Portrait of Father Zhang Jimin and Mother Zhao

Historical period(s)
Ming or Qing dynasty, Late Ming or early Qing dynasty (17th century or later)
Ink and colors on silk
H x W (overall without jiku): 322 x 128.3 cm (126 3/4 x 50 1/2 in) W (with jiku): 140.3 cm (55 1/4 in) H x W (image): 142.7 x 106.2 cm (56 3/16 x 41 13/16 in)
Credit Line
Purchase — Smithsonian Collections Acquisition Program and partial gift of Richard G. Pritzlaff
Arthur M. Sackler Gallery
Accession Number
On View Location
Currently not on view

Hanging scroll

China, man, Ming dynasty (1368 - 1644), portrait, Pritzlaff collection, Qing dynasty (1644 - 1911), woman, WWII-era provenance
Provenance information is currently unavailable

The flanking tablets on the altar table in the background give the names of the couple: Zhang Jimin is called "father" and his wife is identified by her maiden name as "Mother Zhao." The tablet in the center refers to Jimin's parents. Portraits depicting couples were popular during the Ming dynasty (1368-1644), when this portrait was probably painted. Other elements in the painting, such as an awkward rendering of Zhang Jimin's belt and the strange perspective of the screen in the background (it is neither flat nor a typical three-panel folding screen), suggest that it might be a later copy.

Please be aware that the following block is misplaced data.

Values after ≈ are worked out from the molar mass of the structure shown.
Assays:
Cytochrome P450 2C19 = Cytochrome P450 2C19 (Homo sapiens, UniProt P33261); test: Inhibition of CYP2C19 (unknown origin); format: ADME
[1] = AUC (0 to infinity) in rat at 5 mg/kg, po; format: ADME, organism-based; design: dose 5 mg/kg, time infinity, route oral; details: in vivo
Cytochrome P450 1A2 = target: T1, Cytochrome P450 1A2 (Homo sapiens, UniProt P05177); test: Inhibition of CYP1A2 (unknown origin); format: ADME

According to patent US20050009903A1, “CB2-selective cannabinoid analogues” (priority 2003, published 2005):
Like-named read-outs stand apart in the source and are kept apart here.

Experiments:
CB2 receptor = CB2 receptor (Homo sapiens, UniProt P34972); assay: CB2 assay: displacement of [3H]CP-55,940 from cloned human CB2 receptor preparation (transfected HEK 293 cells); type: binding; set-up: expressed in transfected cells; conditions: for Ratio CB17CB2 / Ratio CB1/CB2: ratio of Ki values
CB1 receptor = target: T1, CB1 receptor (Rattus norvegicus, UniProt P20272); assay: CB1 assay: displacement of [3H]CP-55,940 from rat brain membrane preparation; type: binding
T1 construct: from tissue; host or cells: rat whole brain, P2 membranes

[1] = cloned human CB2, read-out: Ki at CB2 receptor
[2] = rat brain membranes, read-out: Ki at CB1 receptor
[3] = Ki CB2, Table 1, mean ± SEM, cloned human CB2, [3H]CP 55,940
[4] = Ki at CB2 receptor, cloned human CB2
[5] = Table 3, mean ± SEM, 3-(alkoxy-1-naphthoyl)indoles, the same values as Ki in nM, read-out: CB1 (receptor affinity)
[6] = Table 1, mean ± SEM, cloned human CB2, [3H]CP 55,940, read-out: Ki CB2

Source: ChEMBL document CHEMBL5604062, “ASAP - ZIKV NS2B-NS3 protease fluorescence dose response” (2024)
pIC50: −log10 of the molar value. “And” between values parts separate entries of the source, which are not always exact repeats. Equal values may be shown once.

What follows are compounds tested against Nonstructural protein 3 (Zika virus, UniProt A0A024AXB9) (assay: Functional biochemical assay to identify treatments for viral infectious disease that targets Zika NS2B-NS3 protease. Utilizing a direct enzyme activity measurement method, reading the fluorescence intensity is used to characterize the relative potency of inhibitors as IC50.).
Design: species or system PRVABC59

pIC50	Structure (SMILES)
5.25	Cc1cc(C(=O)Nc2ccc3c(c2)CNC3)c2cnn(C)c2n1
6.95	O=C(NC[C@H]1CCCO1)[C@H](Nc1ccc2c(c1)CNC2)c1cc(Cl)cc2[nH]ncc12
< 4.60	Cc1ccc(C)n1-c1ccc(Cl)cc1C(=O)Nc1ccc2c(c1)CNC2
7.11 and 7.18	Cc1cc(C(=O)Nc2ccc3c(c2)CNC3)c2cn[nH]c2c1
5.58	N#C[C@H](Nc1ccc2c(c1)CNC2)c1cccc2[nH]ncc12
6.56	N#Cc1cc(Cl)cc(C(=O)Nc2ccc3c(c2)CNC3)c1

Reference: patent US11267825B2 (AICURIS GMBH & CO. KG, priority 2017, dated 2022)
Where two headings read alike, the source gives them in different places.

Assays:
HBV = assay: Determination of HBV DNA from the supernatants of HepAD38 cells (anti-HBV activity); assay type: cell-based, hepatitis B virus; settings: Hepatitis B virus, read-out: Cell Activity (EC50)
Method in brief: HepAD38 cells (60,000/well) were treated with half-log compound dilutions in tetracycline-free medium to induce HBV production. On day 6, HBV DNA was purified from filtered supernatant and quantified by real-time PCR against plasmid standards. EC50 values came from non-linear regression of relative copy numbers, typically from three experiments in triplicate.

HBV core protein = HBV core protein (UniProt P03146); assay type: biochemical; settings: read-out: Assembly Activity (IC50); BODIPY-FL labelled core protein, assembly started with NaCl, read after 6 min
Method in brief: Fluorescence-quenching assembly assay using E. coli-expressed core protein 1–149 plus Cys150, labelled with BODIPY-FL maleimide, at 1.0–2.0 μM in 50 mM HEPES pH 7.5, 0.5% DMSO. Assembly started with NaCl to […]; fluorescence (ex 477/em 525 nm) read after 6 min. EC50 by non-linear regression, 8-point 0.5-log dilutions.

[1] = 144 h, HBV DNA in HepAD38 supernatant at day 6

The tall conical hat that Father Zhang Jimin wears has led some scholars mistakenly to identify this as a Korean portrait. That style of hat was long popular in Korea, but it was also common in seventeenth-century China during the Ming dynasty.

Published References
  • Jan Stuart, Evelyn S. Rawski. Worshiping the Ancestors: Chinese Commemorative Portraits. Exh. cat. Washington and Stanford. p. 59, fig. 2.6.
  • The Secret of the Joseon Portraits. Exh. cat. Korea. cat. 85, p. 125.
  • The Family Model in Chinese Art and Culture. p. 291.
Collection Area(s)
Chinese Art
Web Resources
Google Cultural Institute
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